11) Once your pub contract is signed you will work on your book with your editor who you will love and hate at the same time. Your editor may be really hands on, giving you wonderful creative notes on every page OR they might just give you general, skimpier notes. Mine was the latter. I believe she was overworked and underpaid (surprise!) And she also sort of put my book on the back burner when she asked to push the publication date up and I said no, I needed more time to finish the book. The original pub date was October, she wanted September and when I said no she pushed it to November. This turned out to be very bad timing.
12) Finishing my book was very, very stressful. I had a heart attack right before my final draft was due (true, but I am just fine now). Because my book was about someone famous I had to get liability insurance in case he sued me (he didn’t). It was very important for me to name names in the book. The Authors Guild also hooked me up with a liability insurance company — I paid about 2 grand for a million dollars worth of coverage.
13) My pub date was November 1, 2016. For 8 days the US was on the brink of the beginning of the female narrative — the joyous time before we elected our first woman president. My one week book tour was full of fierce feminists buying copies of my book to mark the decade. My publisher had my book copy edited by three people (unusual). They also printed as many advance copies as I wanted to use for advance PR. Some publishers will only print a limited number like 30. The book looked really good — nice cover (which I had to fight over — they wanted to use a goofy photo of me and I preferred a more serious one — I won). They also put an effort into scanning photos for the inside of the book so they would look great. I love the way my book looks physically. Yet it is still only available in hardcover as the publisher has yet to put out a paperback version.
14) Because it was my first book I knew I only had one shot at getting good press so I decided to hire an indie publicist. I worked with Michelle Blankenship and while this was a big expense it was worth every penny. A lot of publishers do not spend a lot of money on marketing or PR. This is something you can ask about and put in your contract. Michelle got me everything she could including pre pub articles in feminist magazine, reviews, the Leonard Lopate show, the South Orange Book Festival, pod casts, and reviews in all the feminist magazines. She worked hard for me and I recommend her highly. Plus, she’s great fun to be around.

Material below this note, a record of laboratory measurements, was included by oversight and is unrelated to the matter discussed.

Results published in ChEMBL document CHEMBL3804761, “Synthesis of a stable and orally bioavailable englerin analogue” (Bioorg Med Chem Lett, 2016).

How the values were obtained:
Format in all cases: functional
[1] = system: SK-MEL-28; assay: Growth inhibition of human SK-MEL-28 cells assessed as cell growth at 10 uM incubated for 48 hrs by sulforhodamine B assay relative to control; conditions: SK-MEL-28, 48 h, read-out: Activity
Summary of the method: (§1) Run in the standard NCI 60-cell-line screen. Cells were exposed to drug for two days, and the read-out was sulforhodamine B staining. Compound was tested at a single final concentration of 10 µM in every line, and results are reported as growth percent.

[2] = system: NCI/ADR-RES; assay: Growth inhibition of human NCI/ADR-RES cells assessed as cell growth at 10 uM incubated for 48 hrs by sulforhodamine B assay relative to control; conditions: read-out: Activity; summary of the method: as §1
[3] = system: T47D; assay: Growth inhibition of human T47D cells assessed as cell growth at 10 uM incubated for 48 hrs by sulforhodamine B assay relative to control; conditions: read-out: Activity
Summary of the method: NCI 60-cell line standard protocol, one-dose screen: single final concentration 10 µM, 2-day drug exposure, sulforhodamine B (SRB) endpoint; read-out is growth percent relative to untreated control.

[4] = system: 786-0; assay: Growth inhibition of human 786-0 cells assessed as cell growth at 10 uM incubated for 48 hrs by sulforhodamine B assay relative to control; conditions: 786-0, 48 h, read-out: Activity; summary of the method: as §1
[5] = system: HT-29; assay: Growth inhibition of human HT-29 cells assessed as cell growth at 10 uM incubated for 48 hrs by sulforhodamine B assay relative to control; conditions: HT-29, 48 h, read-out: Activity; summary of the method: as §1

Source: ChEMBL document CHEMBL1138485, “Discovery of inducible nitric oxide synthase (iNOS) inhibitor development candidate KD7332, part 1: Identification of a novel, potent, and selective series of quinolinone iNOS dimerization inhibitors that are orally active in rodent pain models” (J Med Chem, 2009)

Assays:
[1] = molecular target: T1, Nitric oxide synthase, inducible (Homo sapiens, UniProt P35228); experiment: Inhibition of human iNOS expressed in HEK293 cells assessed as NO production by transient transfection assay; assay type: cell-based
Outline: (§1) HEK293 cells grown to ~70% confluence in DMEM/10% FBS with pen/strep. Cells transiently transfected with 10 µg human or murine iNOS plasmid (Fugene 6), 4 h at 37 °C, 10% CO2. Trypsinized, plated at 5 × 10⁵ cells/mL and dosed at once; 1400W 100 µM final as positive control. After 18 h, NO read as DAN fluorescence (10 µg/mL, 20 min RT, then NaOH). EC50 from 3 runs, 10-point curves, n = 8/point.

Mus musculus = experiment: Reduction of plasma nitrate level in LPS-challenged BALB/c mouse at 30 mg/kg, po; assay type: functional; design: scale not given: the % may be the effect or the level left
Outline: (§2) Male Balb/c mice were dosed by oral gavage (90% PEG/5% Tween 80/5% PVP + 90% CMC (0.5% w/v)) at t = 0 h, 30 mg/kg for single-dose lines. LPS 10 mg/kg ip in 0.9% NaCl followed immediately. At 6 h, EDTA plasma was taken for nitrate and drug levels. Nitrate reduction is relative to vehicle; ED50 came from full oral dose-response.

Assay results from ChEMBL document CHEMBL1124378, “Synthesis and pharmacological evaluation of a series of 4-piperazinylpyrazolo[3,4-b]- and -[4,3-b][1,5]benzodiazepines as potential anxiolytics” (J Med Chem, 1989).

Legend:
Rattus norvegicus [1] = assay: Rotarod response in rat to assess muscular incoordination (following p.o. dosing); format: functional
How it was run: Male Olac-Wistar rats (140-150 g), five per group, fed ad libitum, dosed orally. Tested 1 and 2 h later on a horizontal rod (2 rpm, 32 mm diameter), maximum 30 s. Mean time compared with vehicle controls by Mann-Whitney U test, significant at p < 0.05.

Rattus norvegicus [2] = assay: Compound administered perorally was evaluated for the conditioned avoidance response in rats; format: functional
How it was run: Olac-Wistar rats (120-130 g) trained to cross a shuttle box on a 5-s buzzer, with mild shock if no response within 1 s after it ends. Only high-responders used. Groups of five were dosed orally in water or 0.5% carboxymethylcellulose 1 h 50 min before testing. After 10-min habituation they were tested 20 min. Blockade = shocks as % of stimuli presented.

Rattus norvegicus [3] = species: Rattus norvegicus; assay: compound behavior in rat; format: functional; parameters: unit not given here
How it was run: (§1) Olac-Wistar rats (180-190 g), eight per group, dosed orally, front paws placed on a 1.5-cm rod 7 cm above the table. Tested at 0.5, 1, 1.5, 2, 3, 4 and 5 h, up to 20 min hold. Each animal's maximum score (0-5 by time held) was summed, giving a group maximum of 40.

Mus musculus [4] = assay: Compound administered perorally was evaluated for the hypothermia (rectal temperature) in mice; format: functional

15) I also did a short, self produced book tour — it was very easy to set up. Book stores love having authors read if your book has something to do with their location or mission. Because most of my book takes place on the west coast I did a tour to LA and SF. I also hit feminist book stores like Bluestockings.
16) When my book was finally out there I realized that as an author I had to grow my readership one reader at a time. Even when only two people showed up for my reading (yes, it happened), I was happy because I had two more readers on my team. I learned to say yes to every book club, small meeting, and reading I was invited to. It is a long haul to develop readership. But you don’t forget those readers who write you after they have read your book. At least the ones who love it.
17) My advance continues to be deducted from my royalties so I have not made any other money on my book. I think most writers do not make anything on their books unless they sell a ton of them. Agents get 15%.
18) Reviews are important, but Amazon Reviews are vital. Regardless of what you think about Amazon it is the biggest search engine around. So I asked anyone who wrote to me about my book to please take a moment and post it on Amazon.
19) I submitted my book to book contests. It won the Devil’s Kitchen Literary Festival Best Nonfiction Prose in 2017. It was a great event — they flew me out to Illinois to give a reading and speak on a panel with the winners in fiction and poetry. I met new readers and lifelong colleagues. And I sold books. TIP: Make sure before every event you go to your publisher has sent books ahead.
20) Lastly, in retrospect I wish I had worked on my manuscript more before I started looking for an agent. My final manuscript was really nothing like what I submitted originally so perhaps if I had worked on it more I would have gotten a bigger pub deal. My biggest fear during this entire process was feeling that I needed just a few more weeks to keep rewriting. But I imagine no author really lets go of a book completely. We still want to make it perfect.
21) A word about “platform.” I had a smallish platform from being a Guerrilla Girl. I used it and continue to use it to promote my work. If social media is not your thing there is no reason to go out and try to make it your thing. The bottom line is that as an author you must have a basic website (donnakaz.com) AND an Amazon author page.
22) Lastly, hope and pray that a huge news event does not happen, like Trump being elected President, 8 days after your book comes out.